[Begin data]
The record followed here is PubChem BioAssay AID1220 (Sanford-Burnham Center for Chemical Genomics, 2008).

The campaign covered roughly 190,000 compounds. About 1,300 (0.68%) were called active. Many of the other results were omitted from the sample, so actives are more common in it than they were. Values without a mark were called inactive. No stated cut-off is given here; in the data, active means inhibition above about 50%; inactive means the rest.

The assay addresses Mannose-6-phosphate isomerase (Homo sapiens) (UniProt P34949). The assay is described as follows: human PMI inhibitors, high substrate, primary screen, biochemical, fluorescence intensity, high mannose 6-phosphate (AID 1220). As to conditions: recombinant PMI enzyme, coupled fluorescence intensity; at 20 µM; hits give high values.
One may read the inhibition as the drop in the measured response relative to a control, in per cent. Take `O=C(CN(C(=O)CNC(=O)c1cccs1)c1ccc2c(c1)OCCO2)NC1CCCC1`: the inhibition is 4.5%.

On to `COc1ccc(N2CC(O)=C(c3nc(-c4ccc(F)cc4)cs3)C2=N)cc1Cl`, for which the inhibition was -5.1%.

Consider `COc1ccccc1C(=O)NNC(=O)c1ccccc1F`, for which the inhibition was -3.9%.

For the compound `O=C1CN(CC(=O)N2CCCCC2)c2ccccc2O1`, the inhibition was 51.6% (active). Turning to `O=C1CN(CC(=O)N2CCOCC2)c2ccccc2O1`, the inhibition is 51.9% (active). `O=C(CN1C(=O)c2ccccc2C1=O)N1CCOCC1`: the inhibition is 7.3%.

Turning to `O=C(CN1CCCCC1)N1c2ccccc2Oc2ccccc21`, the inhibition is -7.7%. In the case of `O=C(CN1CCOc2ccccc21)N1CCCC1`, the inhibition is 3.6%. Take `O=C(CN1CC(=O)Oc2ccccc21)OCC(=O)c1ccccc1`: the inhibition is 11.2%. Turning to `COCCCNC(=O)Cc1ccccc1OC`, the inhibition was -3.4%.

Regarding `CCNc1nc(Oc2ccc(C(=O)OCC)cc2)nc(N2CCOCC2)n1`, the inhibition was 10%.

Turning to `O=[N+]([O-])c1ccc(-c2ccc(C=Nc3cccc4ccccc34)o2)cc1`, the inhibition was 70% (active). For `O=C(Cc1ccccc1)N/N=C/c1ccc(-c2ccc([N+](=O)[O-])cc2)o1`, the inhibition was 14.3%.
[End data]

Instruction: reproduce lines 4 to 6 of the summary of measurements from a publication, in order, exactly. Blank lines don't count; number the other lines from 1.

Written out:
One may read the inhibition as the drop in the measured response relative to a control, in per cent. Take `O=C(CN(C(=O)CNC(=O)c1cccs1)c1ccc2c(c1)OCCO2)NC1CCCC1`: the inhibition is 4.5%.

On to `COc1ccc(N2CC(O)=C(c3nc(-c4ccc(F)cc4)cs3)C2=N)cc1Cl`, for which the inhibition was -5.1%.

Consider `COc1ccccc1C(=O)NNC(=O)c1ccccc1F`, for which the inhibition was -3.9%.